“When a buyer agrees to the association documents, he or she is automatically bound to the condo board’s rules,” says Nelson. These typically entail parking space allowances, regulations related to pets, and homeowner responsibilities for repairs and maintenance.

“If there is something in the association bylaws that you as a buyer don’t agree with, and it is still within the rescission period, you can back out of the home purchase and usually get a full refund of any earnest money,” says Nelson.

Prospective condo buyers should also do their due diligence on the condo association’s finances, because this will affect your odds of getting a loan (more on that next).

Secure condo financing

In some cases, it can be trickier to secure a mortgage for a condo than a traditional home because the health of the condo development hinges on multiple owners paying their bills. Your mortgage lender is apt to conduct a thorough review of the condo complex as a whole, including documents relating to the overall health of the building and the condo association. The good news is that you can consider this an extra layer of due diligence to protect your own investment.

Prep for your condo interview

Sure, you’re checking them out, but they’re checking you out, too. Once your offer is accepted, many condo associations require prospective buyers to interview with the condo board. Don’t worry: These interviews must comply with all regulations against unlawful discrimination—the goal is to ensure that you can afford the home and fully understand condo rules. This is also your chance to ask questions about any of those rules, and also get a feel for some of the people you’ll be living with—so consider it less of a firing squad and more like a first date.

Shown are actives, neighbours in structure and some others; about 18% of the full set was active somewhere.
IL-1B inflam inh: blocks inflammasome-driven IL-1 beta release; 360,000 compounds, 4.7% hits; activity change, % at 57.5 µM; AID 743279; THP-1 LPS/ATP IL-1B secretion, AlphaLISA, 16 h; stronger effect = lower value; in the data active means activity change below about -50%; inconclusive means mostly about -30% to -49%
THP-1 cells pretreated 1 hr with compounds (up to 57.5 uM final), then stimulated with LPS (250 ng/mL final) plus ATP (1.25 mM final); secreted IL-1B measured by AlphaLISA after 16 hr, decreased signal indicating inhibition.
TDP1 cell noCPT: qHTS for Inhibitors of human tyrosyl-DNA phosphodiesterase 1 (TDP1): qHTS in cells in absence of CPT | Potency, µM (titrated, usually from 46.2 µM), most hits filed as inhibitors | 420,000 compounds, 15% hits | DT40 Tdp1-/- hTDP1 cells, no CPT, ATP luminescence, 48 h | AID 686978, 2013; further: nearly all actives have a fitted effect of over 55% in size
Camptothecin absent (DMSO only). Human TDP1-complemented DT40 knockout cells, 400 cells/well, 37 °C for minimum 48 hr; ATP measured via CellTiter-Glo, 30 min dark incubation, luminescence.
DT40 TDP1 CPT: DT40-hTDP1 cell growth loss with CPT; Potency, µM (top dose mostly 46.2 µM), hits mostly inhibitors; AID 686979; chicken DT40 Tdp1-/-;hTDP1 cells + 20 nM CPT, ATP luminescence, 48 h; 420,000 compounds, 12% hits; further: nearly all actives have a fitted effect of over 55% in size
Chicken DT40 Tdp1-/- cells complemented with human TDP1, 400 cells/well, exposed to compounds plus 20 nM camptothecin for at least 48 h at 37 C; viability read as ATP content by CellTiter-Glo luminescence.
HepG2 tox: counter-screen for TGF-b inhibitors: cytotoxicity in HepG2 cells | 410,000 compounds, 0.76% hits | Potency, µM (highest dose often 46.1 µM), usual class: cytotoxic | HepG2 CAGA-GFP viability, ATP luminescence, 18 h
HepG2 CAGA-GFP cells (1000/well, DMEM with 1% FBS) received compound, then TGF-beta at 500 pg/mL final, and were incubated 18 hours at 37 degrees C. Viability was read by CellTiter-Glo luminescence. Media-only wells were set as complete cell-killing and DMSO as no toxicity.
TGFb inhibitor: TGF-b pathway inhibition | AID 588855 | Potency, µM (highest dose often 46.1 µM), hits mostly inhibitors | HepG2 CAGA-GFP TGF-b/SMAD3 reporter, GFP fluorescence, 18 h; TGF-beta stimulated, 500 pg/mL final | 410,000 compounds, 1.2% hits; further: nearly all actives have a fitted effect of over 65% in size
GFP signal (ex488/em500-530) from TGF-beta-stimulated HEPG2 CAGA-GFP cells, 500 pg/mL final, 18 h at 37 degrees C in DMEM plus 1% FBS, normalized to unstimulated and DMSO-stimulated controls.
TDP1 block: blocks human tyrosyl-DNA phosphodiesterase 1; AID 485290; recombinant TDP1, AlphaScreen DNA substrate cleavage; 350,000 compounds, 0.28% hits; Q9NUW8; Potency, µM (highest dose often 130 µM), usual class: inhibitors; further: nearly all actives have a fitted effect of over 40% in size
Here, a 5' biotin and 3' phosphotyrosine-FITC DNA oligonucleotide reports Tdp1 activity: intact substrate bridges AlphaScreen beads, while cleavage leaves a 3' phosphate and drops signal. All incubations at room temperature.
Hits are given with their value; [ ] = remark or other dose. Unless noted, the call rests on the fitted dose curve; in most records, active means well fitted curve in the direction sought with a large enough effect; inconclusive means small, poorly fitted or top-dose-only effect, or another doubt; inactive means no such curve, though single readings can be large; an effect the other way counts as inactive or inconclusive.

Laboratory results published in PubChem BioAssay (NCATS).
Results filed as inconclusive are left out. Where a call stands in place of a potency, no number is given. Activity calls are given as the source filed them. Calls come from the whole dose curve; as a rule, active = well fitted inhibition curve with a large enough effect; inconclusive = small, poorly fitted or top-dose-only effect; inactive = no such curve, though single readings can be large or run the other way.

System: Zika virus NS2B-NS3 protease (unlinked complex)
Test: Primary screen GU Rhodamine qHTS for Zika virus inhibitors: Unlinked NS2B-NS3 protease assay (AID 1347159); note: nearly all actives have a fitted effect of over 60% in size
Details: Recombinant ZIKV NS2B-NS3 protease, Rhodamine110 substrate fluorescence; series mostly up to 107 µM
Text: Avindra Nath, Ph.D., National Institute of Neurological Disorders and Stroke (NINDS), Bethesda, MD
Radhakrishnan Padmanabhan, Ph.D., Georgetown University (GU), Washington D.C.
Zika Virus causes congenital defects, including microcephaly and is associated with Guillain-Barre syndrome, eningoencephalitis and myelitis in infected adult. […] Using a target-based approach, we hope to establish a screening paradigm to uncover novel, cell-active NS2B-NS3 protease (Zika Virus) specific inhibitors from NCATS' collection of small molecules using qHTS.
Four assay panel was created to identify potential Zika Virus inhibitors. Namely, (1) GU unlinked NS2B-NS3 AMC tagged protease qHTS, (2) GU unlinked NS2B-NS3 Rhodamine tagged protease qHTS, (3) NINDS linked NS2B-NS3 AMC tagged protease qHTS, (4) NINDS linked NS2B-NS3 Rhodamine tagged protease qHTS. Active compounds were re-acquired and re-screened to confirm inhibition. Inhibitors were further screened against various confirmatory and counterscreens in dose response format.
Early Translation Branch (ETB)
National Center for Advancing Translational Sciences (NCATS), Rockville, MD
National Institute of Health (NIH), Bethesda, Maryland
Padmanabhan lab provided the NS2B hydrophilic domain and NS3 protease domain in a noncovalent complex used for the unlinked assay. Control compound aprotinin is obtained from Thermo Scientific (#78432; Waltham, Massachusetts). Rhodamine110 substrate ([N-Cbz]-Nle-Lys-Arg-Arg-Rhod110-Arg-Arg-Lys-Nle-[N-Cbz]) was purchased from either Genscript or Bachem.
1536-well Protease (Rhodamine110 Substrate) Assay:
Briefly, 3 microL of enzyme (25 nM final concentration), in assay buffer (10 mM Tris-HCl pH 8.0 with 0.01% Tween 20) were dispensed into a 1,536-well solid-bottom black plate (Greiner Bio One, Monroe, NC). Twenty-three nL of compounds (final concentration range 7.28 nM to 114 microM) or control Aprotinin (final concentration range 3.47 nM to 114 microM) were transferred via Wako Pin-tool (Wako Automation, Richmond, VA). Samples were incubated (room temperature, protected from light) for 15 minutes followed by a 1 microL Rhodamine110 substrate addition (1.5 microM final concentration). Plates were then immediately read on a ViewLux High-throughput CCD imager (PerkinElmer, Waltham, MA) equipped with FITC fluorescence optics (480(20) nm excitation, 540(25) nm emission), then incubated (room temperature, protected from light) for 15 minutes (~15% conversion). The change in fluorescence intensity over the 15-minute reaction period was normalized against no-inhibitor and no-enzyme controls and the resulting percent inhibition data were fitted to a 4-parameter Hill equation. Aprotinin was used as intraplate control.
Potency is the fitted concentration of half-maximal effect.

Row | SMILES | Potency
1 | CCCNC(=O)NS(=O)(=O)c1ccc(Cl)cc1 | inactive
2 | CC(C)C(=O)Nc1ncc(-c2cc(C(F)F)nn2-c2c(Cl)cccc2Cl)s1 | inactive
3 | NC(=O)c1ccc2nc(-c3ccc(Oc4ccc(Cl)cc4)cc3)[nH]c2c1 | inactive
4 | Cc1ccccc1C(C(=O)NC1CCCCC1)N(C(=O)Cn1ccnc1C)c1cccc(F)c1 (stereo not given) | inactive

Questions to ask a condo board

“One of the biggest considerations when purchasing a condo is who manages it,” says Nelson. That’s why, before you sign on the dotted line, you should arm yourself with these questions for the condo board to make sure it’s the right fit for you.

  • What are the fees? Most condos have a monthly fee that can range from $200 to $400 (an upscale development with tons of amenities will cost more). Ask the board exactly what that fee covers—after all, you’ll be shelling out month after month, and year after year. What’s usually included is anything outside your condo, from cleaning public areas to removing snow to maintaining the community pool. Owners themselves generally pay for whatever is inside the walls of their condo, like painting and appliances. Make sure what you’re getting is on par with what you’re paying for, says Nelson. And always ask if the board sees the fee rising anytime in the near future, and how much it’s risen in the past.
  • Can I see the financial statements? A condo’s financials should be an open book (or, more accurately, a spreadsheet). And don’t worry if you’re not an accountant. You should quickly be able to determine if a condo’s income and expenses match up—a red flag would be more money going out than coming in. Also eye the condo’s reserve funds to see if it’s healthy enough to cover any unforeseen expenditures. If not—and the pool pump breaks—that could result in more money coming out of your pocket to fix the problem via an assessment (see our next point).